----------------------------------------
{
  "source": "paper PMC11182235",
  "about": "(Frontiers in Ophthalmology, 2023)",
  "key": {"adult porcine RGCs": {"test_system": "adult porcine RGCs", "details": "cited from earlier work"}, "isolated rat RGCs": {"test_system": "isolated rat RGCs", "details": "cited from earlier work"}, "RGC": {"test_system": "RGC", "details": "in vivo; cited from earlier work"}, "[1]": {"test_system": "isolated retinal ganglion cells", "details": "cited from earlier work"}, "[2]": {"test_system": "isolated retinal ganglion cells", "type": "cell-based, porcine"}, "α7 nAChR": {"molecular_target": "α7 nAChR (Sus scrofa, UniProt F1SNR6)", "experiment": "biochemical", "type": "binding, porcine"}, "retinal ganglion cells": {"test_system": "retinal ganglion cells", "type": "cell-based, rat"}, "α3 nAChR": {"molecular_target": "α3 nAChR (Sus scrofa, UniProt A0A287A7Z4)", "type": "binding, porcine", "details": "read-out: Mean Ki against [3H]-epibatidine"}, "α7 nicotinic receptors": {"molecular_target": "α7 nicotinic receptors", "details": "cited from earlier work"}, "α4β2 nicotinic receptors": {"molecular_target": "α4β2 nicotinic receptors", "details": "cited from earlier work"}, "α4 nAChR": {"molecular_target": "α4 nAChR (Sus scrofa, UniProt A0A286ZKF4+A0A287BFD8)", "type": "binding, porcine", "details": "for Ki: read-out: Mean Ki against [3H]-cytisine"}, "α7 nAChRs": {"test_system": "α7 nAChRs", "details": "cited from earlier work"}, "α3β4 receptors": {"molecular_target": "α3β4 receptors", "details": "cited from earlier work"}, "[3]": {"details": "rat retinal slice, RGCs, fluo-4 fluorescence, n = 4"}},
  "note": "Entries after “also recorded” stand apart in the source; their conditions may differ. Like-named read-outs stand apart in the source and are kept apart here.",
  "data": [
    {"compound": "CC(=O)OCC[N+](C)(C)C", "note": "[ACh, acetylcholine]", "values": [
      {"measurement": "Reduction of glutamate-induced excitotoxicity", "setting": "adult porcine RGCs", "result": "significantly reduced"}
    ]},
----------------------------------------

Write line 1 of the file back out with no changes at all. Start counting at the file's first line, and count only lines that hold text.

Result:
{